Of the canyon ahead, now called Overland Canyon, Burton observed: “Nothing, certainly, could be better fitted for an ambuscade than this gorge, with its caves and holes in snow cuts, earth-drops, and lines of strata, like walls of rudely piled stone; in one place we saw the ashes of an Indian encampment; in another a whirlwind, curling, as smoke would rise, from behind a projecting spur, made us advance with the greatest caution.”

(*)Information provided by Patrick Hearty, NPEA Utah, 2005.

Boyd Station


, , , , ,


Boyd Station, or Boyd’s, may also have been known as Butte or Desert Station. It does not appear on the 1861 mail contract, but Burton describes a stop here, and Egan mentioned it as a Pony Express station. It was built by and named for station keeper George Washington Boyd in about 1855. George W. died in Salt Lake City in 1903. “Bid” Boyd, a relative of George, lived at the station until around the turn of the century. According to local resident and Pony Express historian David Bagley, he didn’t do much but hang out there and enjoy the solitude.

In Saddles and Spurs, the Settles say that Boyd Station was a log structure, but the stabilized ruins are of stone, in agreement with most other accounts. James Sharp says it was a one-room stone cabin which had gun ports on all four sides. There was apparently a small spring of very brackish water near Boyd Station. A well was dug to try to improve the water supply, but all that was found was brine so strong they used it to cure meat, according to Sharp. A poison spring was found a distance to the north, marked by numerous bones of dead animals.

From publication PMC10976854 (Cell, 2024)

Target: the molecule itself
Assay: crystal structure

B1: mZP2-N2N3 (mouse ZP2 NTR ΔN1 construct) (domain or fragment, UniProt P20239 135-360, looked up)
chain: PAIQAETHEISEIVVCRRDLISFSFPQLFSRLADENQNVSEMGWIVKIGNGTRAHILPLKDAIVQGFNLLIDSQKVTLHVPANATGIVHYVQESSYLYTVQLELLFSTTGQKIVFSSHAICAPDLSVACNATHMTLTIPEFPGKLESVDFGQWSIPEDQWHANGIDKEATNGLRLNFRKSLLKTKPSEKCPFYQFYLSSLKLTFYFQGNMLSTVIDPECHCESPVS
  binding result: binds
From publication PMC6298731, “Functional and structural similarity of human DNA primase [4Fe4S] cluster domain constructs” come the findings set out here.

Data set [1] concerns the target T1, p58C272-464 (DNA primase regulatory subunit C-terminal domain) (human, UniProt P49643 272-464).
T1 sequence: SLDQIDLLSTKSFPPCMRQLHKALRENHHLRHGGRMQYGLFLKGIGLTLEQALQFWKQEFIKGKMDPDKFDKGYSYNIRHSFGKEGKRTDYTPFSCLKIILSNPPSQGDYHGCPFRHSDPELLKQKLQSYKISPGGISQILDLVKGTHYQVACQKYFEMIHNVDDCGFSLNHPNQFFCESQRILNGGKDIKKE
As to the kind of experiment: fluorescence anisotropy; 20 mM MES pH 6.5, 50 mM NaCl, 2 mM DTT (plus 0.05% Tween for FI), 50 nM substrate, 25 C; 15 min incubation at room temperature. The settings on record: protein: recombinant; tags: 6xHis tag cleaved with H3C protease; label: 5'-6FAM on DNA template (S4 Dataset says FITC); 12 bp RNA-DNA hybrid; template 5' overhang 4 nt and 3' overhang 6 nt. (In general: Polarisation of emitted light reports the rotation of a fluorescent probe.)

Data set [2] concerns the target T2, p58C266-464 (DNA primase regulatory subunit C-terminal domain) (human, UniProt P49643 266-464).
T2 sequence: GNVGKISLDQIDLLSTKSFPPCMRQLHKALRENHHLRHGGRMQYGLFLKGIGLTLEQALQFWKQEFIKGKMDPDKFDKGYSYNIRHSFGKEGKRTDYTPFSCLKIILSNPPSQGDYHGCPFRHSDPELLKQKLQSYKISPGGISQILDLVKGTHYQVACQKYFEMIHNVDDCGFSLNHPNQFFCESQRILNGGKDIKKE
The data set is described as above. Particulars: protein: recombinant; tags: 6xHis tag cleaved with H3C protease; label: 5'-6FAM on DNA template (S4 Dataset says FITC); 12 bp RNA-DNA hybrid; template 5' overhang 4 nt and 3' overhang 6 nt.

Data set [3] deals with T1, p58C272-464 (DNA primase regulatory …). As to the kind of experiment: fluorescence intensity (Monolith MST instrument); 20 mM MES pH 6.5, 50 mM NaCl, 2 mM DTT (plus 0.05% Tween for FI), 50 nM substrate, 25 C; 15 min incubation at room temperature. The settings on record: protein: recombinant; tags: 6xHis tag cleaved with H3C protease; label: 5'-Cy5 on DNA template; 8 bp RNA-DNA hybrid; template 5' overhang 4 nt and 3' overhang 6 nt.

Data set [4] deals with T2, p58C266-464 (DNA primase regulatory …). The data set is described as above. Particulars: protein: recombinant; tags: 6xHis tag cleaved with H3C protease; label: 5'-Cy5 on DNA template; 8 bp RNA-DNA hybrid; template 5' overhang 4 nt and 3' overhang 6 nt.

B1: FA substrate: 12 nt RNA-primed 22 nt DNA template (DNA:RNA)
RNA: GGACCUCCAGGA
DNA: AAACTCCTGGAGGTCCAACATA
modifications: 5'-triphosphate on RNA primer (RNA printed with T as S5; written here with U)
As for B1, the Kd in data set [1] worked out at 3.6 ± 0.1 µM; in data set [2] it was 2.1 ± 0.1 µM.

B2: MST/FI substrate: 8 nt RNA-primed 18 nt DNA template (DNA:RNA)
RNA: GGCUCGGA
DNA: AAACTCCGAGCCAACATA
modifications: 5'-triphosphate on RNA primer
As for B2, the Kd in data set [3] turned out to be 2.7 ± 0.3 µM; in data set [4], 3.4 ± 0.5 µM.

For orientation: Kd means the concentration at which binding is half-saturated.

The stabilized ruin at Boyd’s, on BLM-administered land, is one of the best preserved of the Pony Express stations in western Utah.



Hot Springs Cave


, , , , ,


The first human occupation of the Fish Springs Marsh can be traced to the gradual evaporation of Pleistocene Lake Bonneville around 11,000 years ago and the formation of the marsh.  Today, the Great Salt Lake and Utah Lake are all that remain of Lake Bonneville.  Archaeological and botanical remains from Hot Springs Cave suggest the inhabitants of the cave were hunting and gathering the abundance of wild animals and plants that occur in this marsh environment.


Pony Express


, , , ,

Pony Express Stations in Utah:

Deep Creek
Burnt Canyon
Round Station (Canyon Station)
Willow Springs
Fish Springs
Black Rock
River Bed
Simpson Springs
Government Creek
Point Lookout
Rush Valley (Faust’s)
East Rush Valley
Camp Floyd
Joe’s Dugout
Travellers’s Rest and Trader’s Rest
Salt Lake House
Mountain Dell
Bauchmann’s Station
East Canyon
Head of Echo Canyon
Needle Rock

Pony Express Stations in Wyoming:

Echo Canyon
Needle Rock
Bear River
Hanging Rock
Quaking Asp Springs
Muddy Creek
Fort Bridger
Church Butte
Rock Ridge
Hams Fork
Green River Crossing
Big Timber
Big Sandy
Little Sandy
Dry Sandy
South Pass
Pacific Springs
Upper Sweetwater
Sweet Water
Horse Creek
Three Crossing
Rocky Ridge
Warm Springs
Rock Creek
Split Rock
Devil’s Gate
Independence Rock
Horse Creek
Willow Springs
Red Buttes
North Platte
Deer Creek
Box Elder
Bed Tick
La Bonta
Elk Horn
Glen Rock
Fort Fetterman
Orin Junction
Horseshoe Station
Cotton Wood
9 Mile House
Badeau’s Station
Fort Laramie